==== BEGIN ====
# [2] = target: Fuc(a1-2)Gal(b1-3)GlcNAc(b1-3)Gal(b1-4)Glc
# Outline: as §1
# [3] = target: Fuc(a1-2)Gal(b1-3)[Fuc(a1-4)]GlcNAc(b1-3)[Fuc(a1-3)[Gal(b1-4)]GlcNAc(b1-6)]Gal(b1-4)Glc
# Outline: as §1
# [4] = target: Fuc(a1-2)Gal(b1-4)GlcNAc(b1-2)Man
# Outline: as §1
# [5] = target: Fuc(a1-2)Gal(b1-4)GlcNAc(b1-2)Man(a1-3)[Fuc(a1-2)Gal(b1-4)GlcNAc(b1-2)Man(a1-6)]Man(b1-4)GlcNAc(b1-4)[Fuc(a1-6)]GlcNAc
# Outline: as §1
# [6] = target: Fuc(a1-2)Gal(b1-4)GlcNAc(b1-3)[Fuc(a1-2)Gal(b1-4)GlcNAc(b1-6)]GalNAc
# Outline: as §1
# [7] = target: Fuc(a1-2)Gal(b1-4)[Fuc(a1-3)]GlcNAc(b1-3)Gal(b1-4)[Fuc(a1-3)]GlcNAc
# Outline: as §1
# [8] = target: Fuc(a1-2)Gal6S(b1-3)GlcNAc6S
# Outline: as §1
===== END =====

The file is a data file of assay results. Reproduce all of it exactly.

# [2] = target: Fuc(a1-2)Gal(b1-3)GlcNAc(b1-3)Gal(b1-4)Glc
# Outline: as §1
# [3] = target: Fuc(a1-2)Gal(b1-3)[Fuc(a1-4)]GlcNAc(b1-3)[Fuc(a1-3)[Gal(b1-4)]GlcNAc(b1-6)]Gal(b1-4)Glc
# Outline: as §1
# [4] = target: Fuc(a1-2)Gal(b1-4)GlcNAc(b1-2)Man
# Outline: as §1
# [5] = target: Fuc(a1-2)Gal(b1-4)GlcNAc(b1-2)Man(a1-3)[Fuc(a1-2)Gal(b1-4)GlcNAc(b1-2)Man(a1-6)]Man(b1-4)GlcNAc(b1-4)[Fuc(a1-6)]GlcNAc
# Outline: as §1
# [6] = target: Fuc(a1-2)Gal(b1-4)GlcNAc(b1-3)[Fuc(a1-2)Gal(b1-4)GlcNAc(b1-6)]GalNAc
# Outline: as §1
# [7] = target: Fuc(a1-2)Gal(b1-4)[Fuc(a1-3)]GlcNAc(b1-3)Gal(b1-4)[Fuc(a1-3)]GlcNAc
# Outline: as §1
# [8] = target: Fuc(a1-2)Gal6S(b1-3)GlcNAc6S
# Outline: as §1